Greek Meteora Monasteries of Orthodox Tradition

Strange natural conglomerate rock pillars appear to rise ‘to the middle of the sky’ in central northern Greece. Indeed, the word ‘meteora’ means ‘suspended in the air’, or ‘in the heavens above’. The monolithic pillars of rock reach up like hands supporting a complex of six isolated Greek Meteora monasteries. The nearest town of Kalambaka shelters at their feet. Please speak to us if we can help with accommodation there.

Kalambaka as Seen from Meteora. Greek Meteora Monasteries
Kalambaka as Seen from Meteora: Mzmona / CC BY-SA 3.0

Kalambaka as Seen from Greek Meteora Monasteries

Ancient flows of mud, stone, and sand formed the conglomerate ‘foundations’ of Meteora on the edge of an ancient lake. Sixty million years ago, movements in the Earth pushed them upwards to create a high plateau. Wind and rain nibbled away at fault lines down countless centuries. The pillars are unique because they have few lines of strata. It is as if Meteora simply happened.

Monastery of the Holy Trinity. Greek Meteora Monasteries
Monastery of the Holy Trinity: Napoleon Vier / GFDL

Monastery of the Holy Trinity at Meteora

Natural caves in the colossal pillars housed people for 50,000 years before monks joined them in the 11th century. They retreated to the tops of them when Turkey launched attacks on Greece in the 14th Century. There, they built their first monastic shelter reached by removable ladders they winched up and down. Tradition has it they only replaced the ropes when they snapped. Since then the Eastern Orthodox believers carved steps into the cliffs to the relief of visitors.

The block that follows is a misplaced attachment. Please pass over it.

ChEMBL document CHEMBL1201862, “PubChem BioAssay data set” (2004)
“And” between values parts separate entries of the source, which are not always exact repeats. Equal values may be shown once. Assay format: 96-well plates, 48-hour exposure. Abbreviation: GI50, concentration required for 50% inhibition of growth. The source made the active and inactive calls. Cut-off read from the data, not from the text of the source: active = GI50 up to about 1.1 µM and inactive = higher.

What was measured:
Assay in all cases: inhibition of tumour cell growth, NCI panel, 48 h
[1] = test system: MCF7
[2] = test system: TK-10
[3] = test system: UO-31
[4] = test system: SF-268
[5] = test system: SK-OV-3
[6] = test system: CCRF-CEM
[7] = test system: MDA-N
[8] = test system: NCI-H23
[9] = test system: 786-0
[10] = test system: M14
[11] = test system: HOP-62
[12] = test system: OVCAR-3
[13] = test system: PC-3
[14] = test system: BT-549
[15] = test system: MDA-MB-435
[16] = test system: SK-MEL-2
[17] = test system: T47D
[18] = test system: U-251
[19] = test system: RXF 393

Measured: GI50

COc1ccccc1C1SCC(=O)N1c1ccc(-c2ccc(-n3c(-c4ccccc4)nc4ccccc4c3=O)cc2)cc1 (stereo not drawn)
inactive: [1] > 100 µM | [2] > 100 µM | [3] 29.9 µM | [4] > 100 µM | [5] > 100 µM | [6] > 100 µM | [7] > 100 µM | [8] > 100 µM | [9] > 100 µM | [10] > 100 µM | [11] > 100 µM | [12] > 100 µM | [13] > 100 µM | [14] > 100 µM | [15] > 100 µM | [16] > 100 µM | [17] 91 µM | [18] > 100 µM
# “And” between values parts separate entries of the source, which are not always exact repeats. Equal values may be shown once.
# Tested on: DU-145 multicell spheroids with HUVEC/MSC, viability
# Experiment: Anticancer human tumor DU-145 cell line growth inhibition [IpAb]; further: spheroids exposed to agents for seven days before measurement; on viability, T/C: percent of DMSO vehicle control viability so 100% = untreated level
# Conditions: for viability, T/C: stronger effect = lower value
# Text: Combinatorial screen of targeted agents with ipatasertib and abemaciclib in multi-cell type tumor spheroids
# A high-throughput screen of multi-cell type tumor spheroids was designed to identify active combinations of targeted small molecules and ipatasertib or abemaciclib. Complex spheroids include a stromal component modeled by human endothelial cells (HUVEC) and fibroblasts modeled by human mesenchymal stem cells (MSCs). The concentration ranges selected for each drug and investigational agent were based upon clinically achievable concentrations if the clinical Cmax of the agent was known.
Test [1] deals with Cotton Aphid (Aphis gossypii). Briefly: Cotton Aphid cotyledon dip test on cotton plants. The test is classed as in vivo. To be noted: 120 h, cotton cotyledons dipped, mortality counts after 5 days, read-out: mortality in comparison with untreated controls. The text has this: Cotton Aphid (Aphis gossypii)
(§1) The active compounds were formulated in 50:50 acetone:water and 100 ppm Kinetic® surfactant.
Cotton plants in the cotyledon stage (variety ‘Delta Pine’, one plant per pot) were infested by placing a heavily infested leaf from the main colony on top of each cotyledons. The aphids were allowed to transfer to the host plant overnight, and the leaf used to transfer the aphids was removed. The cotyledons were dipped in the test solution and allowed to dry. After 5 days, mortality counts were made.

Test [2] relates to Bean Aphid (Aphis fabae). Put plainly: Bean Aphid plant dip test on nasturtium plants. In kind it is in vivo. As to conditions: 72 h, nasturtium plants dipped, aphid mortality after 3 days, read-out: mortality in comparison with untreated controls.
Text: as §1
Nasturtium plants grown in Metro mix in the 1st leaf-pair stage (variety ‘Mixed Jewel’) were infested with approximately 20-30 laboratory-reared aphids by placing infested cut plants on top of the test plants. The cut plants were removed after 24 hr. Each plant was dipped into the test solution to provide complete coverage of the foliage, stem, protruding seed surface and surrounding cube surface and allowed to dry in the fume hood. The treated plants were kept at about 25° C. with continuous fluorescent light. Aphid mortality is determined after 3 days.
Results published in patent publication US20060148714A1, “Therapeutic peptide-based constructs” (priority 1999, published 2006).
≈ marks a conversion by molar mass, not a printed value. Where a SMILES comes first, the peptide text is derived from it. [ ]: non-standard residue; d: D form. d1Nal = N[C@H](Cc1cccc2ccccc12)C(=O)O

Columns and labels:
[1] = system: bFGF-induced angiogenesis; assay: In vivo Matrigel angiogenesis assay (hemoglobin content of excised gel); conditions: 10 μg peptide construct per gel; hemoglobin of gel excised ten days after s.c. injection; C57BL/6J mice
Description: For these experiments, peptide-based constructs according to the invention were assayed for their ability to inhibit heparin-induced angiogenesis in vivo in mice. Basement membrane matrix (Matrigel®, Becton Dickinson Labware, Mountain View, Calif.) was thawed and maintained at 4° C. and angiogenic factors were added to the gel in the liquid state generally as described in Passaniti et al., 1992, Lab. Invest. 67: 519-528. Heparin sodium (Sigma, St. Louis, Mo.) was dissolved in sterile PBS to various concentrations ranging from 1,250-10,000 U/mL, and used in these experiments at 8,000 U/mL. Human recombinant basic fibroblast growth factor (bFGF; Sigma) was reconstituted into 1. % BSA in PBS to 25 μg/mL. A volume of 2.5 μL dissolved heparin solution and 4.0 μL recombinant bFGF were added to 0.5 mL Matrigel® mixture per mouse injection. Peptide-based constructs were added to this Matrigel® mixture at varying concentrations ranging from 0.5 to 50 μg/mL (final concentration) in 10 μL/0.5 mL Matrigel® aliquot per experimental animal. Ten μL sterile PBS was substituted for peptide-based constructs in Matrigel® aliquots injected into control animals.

Stairway to "The Middle of the Sky". Greek Meteora Monasteries
Stairway to “The Middle of the Sky”: Ed / CC BY 2.0

Meteora Stairway to ‘The Middle of the Sky”

During World War 2, the Greek Meteora monasteries were bombed and many treasures stolen. Only 6 of the original 24 remain in use, with the remainder lying in ruins. At the last count, only 41 nuns in 2 monasteries, and 15 monks in 4 remained in 2015. We are witnessing the end of an era and the closing of a dynasty. How sad it is to see the end of such tradition. I wonder what they will do with the buildings when they are all gone.

Monasteries Built at Meteora in Faith
Monasteries Built at Meteora in Faith: Ruben Holthuijsen / CC BY 2.0

About Richard Farrell

Richard Farrell I tripped over a shrinking bank balance and fell into the writing gig unintentionally. This was after I escaped the corporate world and searched in vain for ways to become rich on the internet by doing nothing. Despite the fact that writing is no recipe for wealth, I rather enjoy it. I will deny I am obsessed with it when I have the time. My base is Umtentweni in South Africa on the Kwazulu-Natal South Coast (30.7167° S, 30.4667° E). I work from home where I ponder on the future of the planet, and what lies beyond in the great hereafter. Sometimes I step out of my computer into the silent riverine forests, and empty golden beaches for which the area is renowned.

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3 Responses

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    Nick Stamoulis

    It is sad! Even more reason to try and visit in the near future. If you do visit, keep in mind that there are protocols to follow and it’s worth researching what the most up to date protocols are. For example, men must wear trousers and women must wear skirts below the knee and no bare shoulders are allowed.


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